Inspiratory and expiratory valves

Most modern mechanical ventilators have program-controlled gas delivery systems with either one inspiratory valve or a pair of inspiratory valves. These valves are almost always operated by an electromagnetic motor (Fig 2). Ventilators with one electromagnetic valve are supplied with gas from a reservoir which contains compressed gas at a specified oxygen concentration. Ventilators with a pair of inspiratory valves proportion compressed air and compressed oxygen independently to produce a selected concentration of oxygen. The function of the inspiratory valve(s) relative to the type and degree of ventilatory support selected is discussed later.

Hamilton Ventilator Expiratory Valve

Fig. 2 Schematic illustration of an inspiratory valve of a mechanical ventilator. A microprocessor directs electric current into the coil, via a digital-to-analog converter (D/A), to produce an electromagnetic field with the same polarity as the permanent magnet. Variation in the magnitude of the field causes the armature and ball to be positioned so as to produce the desired rate of gas flow. (Modified with permission from product literature for the Evita, Dragerwerk AG, Lubeck, Germany.)

The function of the expiratory valve is to seal the breathing circuit during the mechanical inspiratory phase and to vent gas to ambient during the mechanical exhalation phase (Fig..3). In most ventilators, the expiratory valves are program controlled. The functional operation of the expiratory valve relative to the type of ventilatory support selected is described later.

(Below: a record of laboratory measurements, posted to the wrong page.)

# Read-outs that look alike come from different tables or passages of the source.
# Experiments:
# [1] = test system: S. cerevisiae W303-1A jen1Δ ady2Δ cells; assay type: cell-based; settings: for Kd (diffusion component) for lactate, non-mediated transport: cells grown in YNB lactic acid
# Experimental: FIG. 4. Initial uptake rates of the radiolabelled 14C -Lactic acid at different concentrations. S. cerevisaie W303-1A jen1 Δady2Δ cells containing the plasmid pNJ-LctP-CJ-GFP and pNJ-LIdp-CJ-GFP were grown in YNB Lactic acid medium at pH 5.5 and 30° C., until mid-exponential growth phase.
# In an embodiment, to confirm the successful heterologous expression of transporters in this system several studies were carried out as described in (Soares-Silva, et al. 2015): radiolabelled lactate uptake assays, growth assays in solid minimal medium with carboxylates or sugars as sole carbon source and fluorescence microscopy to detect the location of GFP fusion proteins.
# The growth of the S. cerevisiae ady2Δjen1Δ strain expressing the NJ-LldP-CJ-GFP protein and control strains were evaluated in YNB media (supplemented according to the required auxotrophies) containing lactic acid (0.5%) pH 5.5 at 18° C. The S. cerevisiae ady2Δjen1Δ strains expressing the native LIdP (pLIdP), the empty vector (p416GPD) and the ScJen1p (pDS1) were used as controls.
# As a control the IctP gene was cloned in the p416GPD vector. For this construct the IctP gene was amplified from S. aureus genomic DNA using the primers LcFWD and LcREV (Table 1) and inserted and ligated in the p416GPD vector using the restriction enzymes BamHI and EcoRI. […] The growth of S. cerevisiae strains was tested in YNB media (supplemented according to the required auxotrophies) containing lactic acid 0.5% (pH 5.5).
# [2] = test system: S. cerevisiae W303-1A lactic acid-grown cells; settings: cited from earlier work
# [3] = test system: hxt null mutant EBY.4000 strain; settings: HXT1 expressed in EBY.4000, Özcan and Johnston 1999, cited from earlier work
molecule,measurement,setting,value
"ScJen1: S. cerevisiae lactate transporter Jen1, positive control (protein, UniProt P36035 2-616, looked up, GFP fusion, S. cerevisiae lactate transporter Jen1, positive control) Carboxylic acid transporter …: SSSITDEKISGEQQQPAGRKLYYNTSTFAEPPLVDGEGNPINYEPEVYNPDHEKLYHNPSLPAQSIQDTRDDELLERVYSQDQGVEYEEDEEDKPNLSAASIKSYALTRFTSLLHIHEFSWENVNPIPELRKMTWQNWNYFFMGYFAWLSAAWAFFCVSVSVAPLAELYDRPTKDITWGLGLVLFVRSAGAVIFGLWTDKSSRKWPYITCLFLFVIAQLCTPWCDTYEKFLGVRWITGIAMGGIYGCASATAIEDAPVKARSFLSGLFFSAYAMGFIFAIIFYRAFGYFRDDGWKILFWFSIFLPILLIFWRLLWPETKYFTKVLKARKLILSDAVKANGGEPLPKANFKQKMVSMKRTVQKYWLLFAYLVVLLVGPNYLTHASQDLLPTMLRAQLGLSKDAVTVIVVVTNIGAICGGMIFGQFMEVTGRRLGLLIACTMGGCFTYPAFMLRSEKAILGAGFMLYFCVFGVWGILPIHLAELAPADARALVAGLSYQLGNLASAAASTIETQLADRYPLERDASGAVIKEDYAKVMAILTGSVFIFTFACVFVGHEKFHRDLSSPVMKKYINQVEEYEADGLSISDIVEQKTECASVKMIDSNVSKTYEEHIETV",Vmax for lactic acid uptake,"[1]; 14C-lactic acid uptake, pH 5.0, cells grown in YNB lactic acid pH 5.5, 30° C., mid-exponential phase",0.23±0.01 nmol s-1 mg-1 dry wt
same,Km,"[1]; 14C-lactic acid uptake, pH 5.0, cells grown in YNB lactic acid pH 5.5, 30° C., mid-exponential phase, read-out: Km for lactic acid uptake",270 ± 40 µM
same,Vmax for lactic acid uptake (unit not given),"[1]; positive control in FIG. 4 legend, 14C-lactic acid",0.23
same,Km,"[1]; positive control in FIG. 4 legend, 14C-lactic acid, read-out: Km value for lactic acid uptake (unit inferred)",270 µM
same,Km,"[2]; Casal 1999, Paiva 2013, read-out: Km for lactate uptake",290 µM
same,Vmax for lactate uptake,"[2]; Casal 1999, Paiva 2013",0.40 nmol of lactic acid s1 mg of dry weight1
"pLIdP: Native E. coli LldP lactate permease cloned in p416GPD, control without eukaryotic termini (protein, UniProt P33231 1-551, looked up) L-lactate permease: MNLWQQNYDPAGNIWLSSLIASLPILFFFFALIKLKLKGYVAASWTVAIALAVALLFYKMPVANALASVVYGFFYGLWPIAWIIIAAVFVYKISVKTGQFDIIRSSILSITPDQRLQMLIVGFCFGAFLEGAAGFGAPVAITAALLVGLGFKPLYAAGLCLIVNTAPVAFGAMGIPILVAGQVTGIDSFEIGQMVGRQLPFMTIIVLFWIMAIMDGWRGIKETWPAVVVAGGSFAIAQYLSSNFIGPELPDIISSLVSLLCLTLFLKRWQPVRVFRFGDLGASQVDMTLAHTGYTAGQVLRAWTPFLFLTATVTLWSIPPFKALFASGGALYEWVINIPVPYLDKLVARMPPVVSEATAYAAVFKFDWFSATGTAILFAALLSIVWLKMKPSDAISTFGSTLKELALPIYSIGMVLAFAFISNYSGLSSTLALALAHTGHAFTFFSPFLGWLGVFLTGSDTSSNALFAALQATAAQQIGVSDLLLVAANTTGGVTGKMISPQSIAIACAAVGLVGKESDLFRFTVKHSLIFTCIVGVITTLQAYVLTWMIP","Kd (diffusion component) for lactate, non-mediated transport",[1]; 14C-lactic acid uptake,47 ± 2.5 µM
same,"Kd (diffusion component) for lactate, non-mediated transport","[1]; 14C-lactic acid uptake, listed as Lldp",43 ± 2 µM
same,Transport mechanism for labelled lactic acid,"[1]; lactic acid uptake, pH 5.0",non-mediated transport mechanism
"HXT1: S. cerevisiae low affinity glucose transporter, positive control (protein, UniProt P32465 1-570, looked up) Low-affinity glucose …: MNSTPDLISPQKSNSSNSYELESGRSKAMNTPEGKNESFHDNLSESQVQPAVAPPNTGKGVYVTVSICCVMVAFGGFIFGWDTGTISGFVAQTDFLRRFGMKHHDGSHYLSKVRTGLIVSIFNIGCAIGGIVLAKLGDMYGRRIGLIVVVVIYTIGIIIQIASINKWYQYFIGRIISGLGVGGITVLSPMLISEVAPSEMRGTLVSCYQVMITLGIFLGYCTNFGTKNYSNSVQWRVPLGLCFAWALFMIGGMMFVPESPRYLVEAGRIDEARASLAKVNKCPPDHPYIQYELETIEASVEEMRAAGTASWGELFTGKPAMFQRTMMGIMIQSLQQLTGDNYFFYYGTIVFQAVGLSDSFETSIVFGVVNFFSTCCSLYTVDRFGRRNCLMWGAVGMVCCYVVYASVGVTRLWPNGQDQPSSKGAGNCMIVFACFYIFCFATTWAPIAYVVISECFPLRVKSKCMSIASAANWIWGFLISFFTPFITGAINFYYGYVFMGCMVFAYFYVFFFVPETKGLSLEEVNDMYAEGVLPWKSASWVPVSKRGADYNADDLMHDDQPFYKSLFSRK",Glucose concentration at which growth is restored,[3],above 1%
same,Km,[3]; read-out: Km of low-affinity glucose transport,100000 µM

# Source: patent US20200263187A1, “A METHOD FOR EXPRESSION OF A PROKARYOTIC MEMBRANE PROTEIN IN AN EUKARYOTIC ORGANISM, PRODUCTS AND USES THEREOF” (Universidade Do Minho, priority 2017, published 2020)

Fig. 3 Schematic illustration of an expiratory valve of a mechanical ventilator. During mechanical insufflation the microprocessor directs electric current into the coil, creating an electromagnetic field with the same polarity as the permanent magnet. Thus the membrane is 'seated' by the downward motion of the actuating rod, which also compresses a metal spring. When the mechanical inspiratory phase is terminated, the electric current is stopped, eliminating the electromagnetic field. The weight of the actuator rod is matched by the tension of the metal spring, thus causing the membrane to unseat and allowing gas to be vented to ambient. Clinician-defined PEEP is produced when the electronic logic directs an electric current through the coil and the membrane is seated with the appropriate pressure. (Modified with permission from product literature for the Veolar, Hamilton Medical Corporation, Reno, NV, USA.)

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